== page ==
Tag Archives: Scientology

Searching for Xenu

My Scientology Movie

by Hope Madden

Another documentary on Scientology? Is that religion really so endlessly fascinating?

Um, yes.

There is just something about this cross-breed of spirituality, celebrity, science and greed that makes Scientology immediately intriguing.

And the backstory: a religion that reads like science fiction, developed (revealed?) by a science fiction writer, believed by many as the true and only possible answer to our deepest questions.

Plus celebrities, secrets and very, very suspicious behavior – it’s just hard to look away, and if a filmmaker can find a novel way of exposing the subject, then why not indulge?

Documentarian Louis Theroux brings his wry curiosity to the project, and the result is an uneven but surprisingly compassionate glimpse.

Theroux has a 20-year career with BBC defined by enmeshing himself with fringe populations from neo-Nazis to the Westboro Baptist Church and others. It is his uncanny charm and low-key curiosity that help him endear himself to his subjects and his audience.

The obstacle to any documentary on Scientology is access. You can’t get in. And there is a limit to the number of speculative outsider-looking-in docs that can be considered worthwhile.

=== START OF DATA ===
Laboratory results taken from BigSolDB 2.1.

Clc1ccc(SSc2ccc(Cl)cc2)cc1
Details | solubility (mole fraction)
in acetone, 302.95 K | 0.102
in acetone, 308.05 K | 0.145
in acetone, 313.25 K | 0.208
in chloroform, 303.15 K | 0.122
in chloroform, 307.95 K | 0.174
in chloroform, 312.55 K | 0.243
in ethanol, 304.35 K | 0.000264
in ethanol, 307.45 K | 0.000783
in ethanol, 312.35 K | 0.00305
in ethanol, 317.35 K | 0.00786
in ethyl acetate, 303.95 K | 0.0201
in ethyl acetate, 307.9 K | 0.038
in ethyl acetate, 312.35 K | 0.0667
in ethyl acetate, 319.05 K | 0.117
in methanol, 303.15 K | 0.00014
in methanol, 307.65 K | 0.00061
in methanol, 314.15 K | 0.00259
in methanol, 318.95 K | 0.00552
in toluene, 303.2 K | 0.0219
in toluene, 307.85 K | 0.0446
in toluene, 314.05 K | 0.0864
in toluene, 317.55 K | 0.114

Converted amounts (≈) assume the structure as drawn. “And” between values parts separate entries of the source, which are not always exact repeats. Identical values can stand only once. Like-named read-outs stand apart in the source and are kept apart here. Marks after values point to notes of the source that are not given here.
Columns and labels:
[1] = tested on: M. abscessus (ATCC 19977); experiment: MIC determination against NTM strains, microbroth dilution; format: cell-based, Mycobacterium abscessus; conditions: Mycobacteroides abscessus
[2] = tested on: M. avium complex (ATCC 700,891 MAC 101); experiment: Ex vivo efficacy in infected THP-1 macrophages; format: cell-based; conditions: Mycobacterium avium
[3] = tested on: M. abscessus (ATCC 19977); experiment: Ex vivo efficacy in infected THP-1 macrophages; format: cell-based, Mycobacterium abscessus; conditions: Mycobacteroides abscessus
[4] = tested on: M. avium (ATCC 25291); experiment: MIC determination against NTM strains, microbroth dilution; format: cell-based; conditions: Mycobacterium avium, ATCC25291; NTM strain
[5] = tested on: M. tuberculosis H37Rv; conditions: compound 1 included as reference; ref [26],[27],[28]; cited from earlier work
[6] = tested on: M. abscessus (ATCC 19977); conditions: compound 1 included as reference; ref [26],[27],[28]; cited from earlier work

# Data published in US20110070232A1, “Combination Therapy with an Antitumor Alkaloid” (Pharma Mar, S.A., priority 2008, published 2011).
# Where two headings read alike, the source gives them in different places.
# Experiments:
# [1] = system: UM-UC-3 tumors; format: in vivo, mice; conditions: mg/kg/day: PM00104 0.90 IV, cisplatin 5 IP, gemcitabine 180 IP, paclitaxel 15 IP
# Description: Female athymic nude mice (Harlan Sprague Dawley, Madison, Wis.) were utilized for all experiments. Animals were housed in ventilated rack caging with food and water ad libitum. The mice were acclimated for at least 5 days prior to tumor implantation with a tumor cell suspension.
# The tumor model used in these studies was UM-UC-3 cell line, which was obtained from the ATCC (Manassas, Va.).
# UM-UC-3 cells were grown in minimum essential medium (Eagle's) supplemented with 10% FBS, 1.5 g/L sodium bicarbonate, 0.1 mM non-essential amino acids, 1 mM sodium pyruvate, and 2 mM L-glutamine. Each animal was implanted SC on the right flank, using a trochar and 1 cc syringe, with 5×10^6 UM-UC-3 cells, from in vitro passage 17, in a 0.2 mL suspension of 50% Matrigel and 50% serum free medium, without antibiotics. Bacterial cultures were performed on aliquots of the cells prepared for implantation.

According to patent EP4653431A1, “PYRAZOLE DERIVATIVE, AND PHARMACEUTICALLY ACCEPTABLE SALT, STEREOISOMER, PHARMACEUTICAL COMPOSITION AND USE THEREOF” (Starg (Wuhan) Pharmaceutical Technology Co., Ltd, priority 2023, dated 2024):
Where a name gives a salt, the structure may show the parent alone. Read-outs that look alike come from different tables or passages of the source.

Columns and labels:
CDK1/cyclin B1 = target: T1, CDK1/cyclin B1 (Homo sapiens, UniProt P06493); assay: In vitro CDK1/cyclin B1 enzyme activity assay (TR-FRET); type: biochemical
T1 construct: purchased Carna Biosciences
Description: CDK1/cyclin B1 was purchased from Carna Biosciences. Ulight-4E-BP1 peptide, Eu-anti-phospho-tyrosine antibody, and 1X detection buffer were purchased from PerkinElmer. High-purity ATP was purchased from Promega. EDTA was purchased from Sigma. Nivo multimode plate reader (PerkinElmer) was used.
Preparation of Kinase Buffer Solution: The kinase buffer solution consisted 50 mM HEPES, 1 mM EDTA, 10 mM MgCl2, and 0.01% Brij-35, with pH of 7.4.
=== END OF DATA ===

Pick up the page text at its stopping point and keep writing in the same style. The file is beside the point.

What makes Theroux’s avenue into the story interesting is that he uses his lack of access to gain access, because one of Scientology’s curious customs is to combat any perceived threat of investigation. Paranoia is baked into their business model.

They send people out to follow, film and generally harass folks like Louis.

A good portion of Theroux and director Rob Alter’s doc captures the sound stage recreation of incidents – primarily those alleged abuses that have dogged Scientology leader David Miscavige. Theroux also interviews former church members, including one-time high-ranker Marty Rathburn.

So far, so ordinary.

But Theroux’s aim is to flush out the active Scientologists and document their behavior.

A lot can be gleaned from that behavior, and from Theroux’s more balanced investigation into the former church members who participate in his documentary.

We’re still left with so many aggravating holes that you have to rely more on being entertained than informed. Theroux’s affable persistence and comedic intelligence combine with his empathetic insights to offer enough difference that his look is worth the time.